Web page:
Tuesday, October 11, 2011

Have You Seen This Man?

Generally if you read the words "Have you seen this man?", there is some type of 'Wanted' poster involved. At the time of the man I'm searching for, the wanted poster might have looked something like this. Photographs were rare, so a sketch was sometimes used.
Or, if a sketch or photo was not available, a general description was given. The above wanted poster is from circa 1870 which is about the time my great, great, grandfather disappeared. Perhaps my great, great grandmother could have used such a poster - if she'd had the money - and if she wanted to find him.

I know where almost all my great, great grandparents lie buried. If I haven't been to their grave sites, I at least know where they are located. The exception is great-great grandpa John Richardson. He is a mystery I would love to solve.
From family lore comes this much: My great-great grandmother, Agnes Georgina Hull married John Richardson February 25, 1870 in Austin, Mower County, Minnesota. Their daughter, Flora Viola Richardson was born in Austin, MN April 20, 1871. Agnes and her baby daughter came to Adams County, Iowa where her parents and brothers and sisters lived sometime in 1872. I do not know if the husband/father came with them.
This is the picture I have been told is John Richardson. I think the coat looks like it could be a Union Army uniform. But if it is, out of all the thousands of John Richardson's I've found listed, the one I believe could possibly be the one I'm searching for would have been fifteen at the beginning of the Civil War - nineteen at the end of it - so it is possible, even likely, this could be a tintype made before he went to war.
Here is the basis of my belief - an 1860 census record showing a John Richardson living in Mower County, Minnesota; birthplace, New York. Someday I am going to be tempted enough to pay for a membership to one of the ancestry search sites. Then perhaps I'll be able to verify my John Richardson and even trace him back further. But would I be able to trace him forward?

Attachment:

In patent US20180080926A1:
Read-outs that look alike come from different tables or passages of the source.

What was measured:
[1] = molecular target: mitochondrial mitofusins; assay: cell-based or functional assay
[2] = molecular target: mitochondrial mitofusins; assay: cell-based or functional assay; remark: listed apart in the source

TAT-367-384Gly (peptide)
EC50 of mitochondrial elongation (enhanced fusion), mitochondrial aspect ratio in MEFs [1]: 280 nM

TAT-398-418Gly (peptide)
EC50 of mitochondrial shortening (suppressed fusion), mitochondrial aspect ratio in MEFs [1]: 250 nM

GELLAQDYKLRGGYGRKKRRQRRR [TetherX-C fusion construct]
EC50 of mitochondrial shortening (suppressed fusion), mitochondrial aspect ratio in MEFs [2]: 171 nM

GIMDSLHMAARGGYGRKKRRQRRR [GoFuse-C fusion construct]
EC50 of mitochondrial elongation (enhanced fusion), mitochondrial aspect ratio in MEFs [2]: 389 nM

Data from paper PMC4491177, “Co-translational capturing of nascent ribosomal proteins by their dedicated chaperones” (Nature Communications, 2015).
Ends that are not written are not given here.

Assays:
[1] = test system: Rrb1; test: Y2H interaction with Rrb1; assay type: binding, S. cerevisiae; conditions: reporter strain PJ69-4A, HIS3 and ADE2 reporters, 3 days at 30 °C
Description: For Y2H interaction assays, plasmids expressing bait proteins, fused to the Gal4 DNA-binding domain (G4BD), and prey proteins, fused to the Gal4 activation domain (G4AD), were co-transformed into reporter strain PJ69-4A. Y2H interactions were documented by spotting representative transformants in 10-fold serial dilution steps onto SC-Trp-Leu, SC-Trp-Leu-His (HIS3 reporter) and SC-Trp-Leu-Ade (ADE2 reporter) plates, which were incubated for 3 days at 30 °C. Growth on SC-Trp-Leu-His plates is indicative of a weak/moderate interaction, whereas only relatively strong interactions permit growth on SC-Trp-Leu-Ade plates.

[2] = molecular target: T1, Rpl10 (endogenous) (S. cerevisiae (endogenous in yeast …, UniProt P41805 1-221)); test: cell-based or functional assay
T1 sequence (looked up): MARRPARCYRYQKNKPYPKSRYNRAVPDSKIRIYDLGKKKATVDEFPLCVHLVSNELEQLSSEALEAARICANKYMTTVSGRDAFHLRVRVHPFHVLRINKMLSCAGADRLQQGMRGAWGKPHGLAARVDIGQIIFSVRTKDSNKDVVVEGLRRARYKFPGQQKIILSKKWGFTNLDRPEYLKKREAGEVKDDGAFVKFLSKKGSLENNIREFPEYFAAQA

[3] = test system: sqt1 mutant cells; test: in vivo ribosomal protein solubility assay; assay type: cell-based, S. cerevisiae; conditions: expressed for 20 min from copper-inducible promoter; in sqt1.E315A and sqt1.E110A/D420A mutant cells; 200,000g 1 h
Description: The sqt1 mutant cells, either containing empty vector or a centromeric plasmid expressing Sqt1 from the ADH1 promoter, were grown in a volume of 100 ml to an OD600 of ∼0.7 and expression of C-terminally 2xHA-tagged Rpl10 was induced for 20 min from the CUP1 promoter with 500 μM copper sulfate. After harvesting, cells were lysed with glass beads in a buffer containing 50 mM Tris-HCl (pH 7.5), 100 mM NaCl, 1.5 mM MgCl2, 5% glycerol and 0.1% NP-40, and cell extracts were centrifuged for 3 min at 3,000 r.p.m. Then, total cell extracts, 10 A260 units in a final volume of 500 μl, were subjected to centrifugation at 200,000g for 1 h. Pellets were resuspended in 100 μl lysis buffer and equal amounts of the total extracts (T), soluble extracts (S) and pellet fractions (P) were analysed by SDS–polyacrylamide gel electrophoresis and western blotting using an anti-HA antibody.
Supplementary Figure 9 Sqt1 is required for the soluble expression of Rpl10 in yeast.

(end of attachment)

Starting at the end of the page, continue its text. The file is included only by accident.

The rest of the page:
Again, from family lore, "He went south to look for work. His wife, Agnes, received three letters and then they stopped. She heard in the spring of 1872, news of his death, but did not know if it was true or not."
This is why I'm not sure he ever came to Iowa. In 1872 they may still have been in Minnesota. According to cousins of my grandmother Bessie, their Aunt Agnes would never talk about her husband, or if she did, it would be some off hand remark like: "He fell down a well."
I imagine his disappearance to be like so many others of that time - today's equivalent of divorce - just not traceable through court records. It would help if I had a date of birth and a middle initial - then I might be able to find a death record. I might finally know where he lies buried instead of imagining him lying in an unmarked grave somewhere south.   

Pictured above left, Flora V. Richardson Duncan, Ralph Duncan and Agnes G. Hull Richardson. Standing in back left, Lloyd (I think. Could be Lawrence) Duncan and Bessie Duncan (my grandmother) taken around 1909.

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